3. ^ Christy, Marian (September 16, 1979). "Cameras And Action Second Nature To John Camerion Swayze". Daily Press. Virginia, Newport News. p. 92. Retrieved September 27, 2019 – via
  4. ^ "Biography of Frank Wilcox". Internet Movie Data Base. Retrieved February 17, 2013.
  5. ^ "Radio Favorites on Bee Station in New Schedule". The Fresno Bee The Republican. California, Fresno. September 27, 1933. p. 5. Retrieved September 27, 2019 – via
  6. ^ "Today's Features". Chicago Tribune. Illinois, Chicago. November 24, 1938. p. 40. Retrieved September 28, 2019 – via
  7. ^ "John Cameron Swayze To NBC In Hollywood". The Atchison Daily Globe. Kansas, Atchison. February 20, 1946. p. 1. Retrieved September 30, 2019 – via
  8. ^ Roman, James W. (2005). From Daytime to Primetime: The History of American Television Programs. Greenwood Publishing Group. ISBN 978-0-313-31972-3.
  9. ^ Terrace, Vincent (1999). Radio Programs, 1924-1984: A Catalog of More Than 1800 Shows. McFarland & Company, Inc. p. 355. ISBN 978-0-7864-4513-4.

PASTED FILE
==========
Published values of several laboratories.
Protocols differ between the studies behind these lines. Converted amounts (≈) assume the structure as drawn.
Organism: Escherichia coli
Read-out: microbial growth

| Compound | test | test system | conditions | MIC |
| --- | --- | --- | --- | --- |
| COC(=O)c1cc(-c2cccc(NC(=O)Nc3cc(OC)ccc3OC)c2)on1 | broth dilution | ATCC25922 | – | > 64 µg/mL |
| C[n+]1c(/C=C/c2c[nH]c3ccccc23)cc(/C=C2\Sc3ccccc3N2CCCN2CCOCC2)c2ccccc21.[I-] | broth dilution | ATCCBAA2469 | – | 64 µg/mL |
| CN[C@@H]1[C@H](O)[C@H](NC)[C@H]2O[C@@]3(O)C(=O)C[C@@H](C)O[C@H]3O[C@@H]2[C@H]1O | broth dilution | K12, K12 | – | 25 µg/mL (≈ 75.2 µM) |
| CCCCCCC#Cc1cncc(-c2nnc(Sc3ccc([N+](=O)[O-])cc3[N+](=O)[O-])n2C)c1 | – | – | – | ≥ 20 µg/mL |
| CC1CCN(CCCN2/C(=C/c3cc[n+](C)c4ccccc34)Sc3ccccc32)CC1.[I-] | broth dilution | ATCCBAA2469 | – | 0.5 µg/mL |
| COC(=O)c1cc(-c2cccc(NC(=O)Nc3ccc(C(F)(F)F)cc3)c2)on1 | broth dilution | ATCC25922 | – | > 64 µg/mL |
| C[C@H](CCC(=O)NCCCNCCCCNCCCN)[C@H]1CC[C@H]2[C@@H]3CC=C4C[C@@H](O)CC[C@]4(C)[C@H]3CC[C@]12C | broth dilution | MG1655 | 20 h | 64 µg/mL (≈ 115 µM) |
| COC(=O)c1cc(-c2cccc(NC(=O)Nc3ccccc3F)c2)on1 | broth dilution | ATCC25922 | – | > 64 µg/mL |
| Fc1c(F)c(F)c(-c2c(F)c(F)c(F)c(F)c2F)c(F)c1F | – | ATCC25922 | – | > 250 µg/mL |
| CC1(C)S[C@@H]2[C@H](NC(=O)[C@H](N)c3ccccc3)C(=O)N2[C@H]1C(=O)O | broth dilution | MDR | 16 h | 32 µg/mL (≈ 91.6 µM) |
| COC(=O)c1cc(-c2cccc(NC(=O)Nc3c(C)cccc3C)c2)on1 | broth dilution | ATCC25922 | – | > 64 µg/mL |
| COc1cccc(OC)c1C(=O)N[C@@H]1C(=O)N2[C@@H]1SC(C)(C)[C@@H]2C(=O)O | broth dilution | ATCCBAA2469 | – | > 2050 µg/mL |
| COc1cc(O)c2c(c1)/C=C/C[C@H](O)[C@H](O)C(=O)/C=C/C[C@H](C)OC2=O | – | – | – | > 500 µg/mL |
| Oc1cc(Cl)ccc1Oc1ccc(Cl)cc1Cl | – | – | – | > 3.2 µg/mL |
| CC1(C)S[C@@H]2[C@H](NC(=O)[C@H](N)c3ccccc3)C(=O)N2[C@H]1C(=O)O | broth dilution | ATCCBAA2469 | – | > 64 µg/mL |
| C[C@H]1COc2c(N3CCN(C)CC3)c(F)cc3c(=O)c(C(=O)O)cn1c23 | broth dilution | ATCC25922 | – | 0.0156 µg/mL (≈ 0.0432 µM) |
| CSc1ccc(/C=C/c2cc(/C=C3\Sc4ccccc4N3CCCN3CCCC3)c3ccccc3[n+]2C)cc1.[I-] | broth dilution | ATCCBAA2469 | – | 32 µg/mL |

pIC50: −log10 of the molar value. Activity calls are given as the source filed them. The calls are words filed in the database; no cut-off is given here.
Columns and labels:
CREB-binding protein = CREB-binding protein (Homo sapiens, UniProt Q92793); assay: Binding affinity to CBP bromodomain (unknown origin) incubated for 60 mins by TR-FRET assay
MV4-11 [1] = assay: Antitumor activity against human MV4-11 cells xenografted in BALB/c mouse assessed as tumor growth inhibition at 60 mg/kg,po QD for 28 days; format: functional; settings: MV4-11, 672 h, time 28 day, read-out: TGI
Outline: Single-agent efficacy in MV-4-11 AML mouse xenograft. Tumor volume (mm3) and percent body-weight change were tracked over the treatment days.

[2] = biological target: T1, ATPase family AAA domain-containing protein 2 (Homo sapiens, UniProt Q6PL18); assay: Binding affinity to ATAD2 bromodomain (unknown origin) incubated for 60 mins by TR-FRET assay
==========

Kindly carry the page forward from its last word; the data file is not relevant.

10. ^ a b c Terrace, Vincent (2011). Encyclopedia of Television Shows, 1925 through 2010 (2nd ed.). Jefferson, N.C.: McFarland & Company, Inc., Publishers. p. 175. ISBN 978-0-7864-6477-7.
  11. ^ "Show Overview: Who Said That?". Retrieved June 12, 2011.
  12. ^ "If Cronkite wasn't TV's first anchorman, who was?". Futurity. Retrieved 15 October 2012.
  13. ^ Armstrong Circle Theatre (TV Series 1950–1963) - IMDb, retrieved 2020-12-24
  14. ^ Erickson, Hal (1989). Syndicated Television: The First Forty Years, 1947-1987'. McFarland & Company, Inc. p. 176. ISBN 0-7864-1198-8.
  15. ^ All duPont–Columbia Award Winners Archived 2012-08-14 at the Wayback Machine, Columbia Journalism School. Retrieved 2013-08-06.
  16. ^ Cameron Swayze dead at 89
  17. ^ Schoenberger, Nancy (2012-07-18). Dangerous Muse: The Life of Lady Caroline Blackwood. Knopf Doubleday Publishing Group. ISBN 978-0-307-82235-2.

External links[edit]

Media offices
Preceded by
NBC evening news anchors (as the Camel News Caravan)
February 1949 – October 26, 1956
Succeeded by
Preceded by ABC Evening News News anchor
1960 – 1962
Succeeded by